The way out is expressed in my commentary on Rubin's essay in my blog - FIRST NAJAF, THEN FALLUJAH.
Is not the answer clear?
Bomb, get rid of all Iranian nuclear facilities, take over and permenantly secure their oil fields by whatever walls, etc. necessary, refuse entry to the U.S. by any Middle Eastern Arab by all means necessary, and let them keep killing each other for Allah in the rest of the country.
We can't babysit millions of Muslim Iraqis and the idea of babysitting more millions of Iranians is ridiculous. This isn't Japan, 1945. The media was on our side and the Japanese were far more reasonable than the Muslims. Islamists could make one long for Shintoists.
Plus there's only so many National Guards troops besides the regular armed forces, and why should we waste American personnel babysitting perpetual - and murderous - adolescents? Go in, secure what we have to, and let the loonies have the rest. Buy their Western produced oil from them at a fair price, but no oil-for-food U.N. scams.
America used to export only Christian missionaries to transform the heathen. The modern version is the U.S. soldier trying to get Muslims to believe in democracy. The War on Terrorism means knocking out the enemy leaders and their WOMD, wherever they are. Paying for holding a political revival for the whole Middle East because they're too stupid to do it for themselves would be very costly in more ways than one. Whoever told us that the Iraqi people would love to Saddam overthrown probably came from the same school that wants us to overthrow the Iranian mullahs next.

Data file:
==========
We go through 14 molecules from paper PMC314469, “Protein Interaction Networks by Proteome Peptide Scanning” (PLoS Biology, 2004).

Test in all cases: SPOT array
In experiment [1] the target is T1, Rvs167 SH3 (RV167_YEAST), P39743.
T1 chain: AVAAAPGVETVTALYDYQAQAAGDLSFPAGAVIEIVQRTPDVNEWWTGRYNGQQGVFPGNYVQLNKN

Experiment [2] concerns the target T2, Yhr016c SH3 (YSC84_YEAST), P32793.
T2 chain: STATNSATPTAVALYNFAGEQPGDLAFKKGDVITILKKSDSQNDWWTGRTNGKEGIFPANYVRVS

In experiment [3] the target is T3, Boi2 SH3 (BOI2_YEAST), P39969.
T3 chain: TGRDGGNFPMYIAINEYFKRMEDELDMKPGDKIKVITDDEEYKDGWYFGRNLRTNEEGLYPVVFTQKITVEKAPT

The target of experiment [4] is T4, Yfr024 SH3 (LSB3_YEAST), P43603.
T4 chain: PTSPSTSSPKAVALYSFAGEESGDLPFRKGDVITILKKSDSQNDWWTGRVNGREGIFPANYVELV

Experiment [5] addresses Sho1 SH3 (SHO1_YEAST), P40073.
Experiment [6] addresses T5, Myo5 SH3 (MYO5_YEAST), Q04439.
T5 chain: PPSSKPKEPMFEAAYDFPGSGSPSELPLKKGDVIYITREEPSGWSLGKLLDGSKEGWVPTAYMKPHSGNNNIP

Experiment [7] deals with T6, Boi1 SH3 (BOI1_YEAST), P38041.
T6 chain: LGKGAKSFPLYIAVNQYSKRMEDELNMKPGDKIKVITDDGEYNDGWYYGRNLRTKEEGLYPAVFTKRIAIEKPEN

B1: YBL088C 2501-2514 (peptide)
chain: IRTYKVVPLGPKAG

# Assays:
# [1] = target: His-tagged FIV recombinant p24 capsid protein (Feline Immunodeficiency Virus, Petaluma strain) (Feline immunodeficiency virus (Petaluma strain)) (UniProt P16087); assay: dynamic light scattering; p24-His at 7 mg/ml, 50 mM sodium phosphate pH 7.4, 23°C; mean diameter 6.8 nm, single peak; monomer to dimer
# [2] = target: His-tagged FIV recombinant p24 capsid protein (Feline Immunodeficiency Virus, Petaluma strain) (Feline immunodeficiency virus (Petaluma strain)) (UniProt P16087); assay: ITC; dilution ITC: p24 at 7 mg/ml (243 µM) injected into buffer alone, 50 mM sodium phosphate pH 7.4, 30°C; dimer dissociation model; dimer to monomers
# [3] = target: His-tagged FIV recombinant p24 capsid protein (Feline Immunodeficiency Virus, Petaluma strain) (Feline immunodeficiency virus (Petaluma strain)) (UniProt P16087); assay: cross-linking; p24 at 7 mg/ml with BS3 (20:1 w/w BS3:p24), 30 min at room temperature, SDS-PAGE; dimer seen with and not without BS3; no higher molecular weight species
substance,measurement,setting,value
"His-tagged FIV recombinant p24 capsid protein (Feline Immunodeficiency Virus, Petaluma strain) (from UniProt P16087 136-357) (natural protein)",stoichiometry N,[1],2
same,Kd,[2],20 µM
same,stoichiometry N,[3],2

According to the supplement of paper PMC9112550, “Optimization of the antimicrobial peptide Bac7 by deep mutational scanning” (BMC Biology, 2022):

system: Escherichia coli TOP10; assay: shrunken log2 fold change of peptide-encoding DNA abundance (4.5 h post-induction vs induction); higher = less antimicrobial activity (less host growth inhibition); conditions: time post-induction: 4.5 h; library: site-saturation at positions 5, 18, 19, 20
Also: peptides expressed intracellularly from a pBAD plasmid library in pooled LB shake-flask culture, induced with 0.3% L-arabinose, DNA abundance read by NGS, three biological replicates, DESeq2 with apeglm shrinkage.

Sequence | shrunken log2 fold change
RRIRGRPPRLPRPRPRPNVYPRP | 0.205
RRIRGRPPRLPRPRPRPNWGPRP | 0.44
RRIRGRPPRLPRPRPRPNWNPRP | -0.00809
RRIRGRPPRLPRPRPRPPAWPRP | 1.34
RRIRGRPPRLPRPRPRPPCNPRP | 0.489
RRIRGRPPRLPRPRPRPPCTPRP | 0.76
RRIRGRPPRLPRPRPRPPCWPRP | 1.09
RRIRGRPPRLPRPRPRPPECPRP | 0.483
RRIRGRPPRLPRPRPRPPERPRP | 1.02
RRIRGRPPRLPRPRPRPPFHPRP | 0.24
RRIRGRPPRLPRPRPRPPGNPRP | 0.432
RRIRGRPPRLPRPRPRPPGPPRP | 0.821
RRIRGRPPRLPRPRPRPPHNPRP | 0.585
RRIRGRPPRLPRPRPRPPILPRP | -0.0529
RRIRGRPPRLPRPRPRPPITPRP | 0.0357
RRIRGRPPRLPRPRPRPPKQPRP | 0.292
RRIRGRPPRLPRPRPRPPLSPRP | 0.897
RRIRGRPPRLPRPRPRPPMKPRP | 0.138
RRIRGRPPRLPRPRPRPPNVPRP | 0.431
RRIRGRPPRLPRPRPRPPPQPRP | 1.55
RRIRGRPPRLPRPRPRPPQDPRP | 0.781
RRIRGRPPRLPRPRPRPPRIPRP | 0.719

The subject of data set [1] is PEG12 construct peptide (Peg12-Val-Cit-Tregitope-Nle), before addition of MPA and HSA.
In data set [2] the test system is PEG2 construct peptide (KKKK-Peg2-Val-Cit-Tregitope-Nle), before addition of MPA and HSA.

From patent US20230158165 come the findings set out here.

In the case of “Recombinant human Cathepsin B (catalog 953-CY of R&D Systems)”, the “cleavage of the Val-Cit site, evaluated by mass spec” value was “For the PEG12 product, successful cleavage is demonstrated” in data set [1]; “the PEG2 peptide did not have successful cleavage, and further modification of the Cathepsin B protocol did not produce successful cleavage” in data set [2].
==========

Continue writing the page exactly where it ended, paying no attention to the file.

Nothing personal at all, and now I'll < rant off.:)
Yup, it's darn holy. Waves of holy just roll off the thing....
Iraqis are Arabs but the Iranians are Persians and Persians are not of the same mentality as Arabs. Not everyone in Iran wants the overthrow of the mullahs --- but the mullahs are also divided. People from Iran have told me that no one back there likes the way things are, under those hideous chadors many of the women are fashionably dressed and resent having to wear the chador on the streets. They listen to western music and want freedom.
I know the Iranians are Persian, and if you read any of their websites you can see how much they despise the Arabs. None the less, would they, like so many Iraqi Arabs hate having foreigners on their land, even those Iranians who want to be liberated from their oppresive leadership? If Viet Nam was a quagmire, the Middle East is a giant swamp filled with quicksand. And we should not be manipulated into anything more by false information.
BTTT for complete digestion later...
That's one reason people have to liberate themselves. Probably the best policy for Islam is containment and isolation but you're right, the minute we liberate them, they would turn on us --- nation building doesn't work. Islam is successful only because it encourages Muslims to move into other countries, if they ever have to stay home and live with Islam, they would lose their desire for it.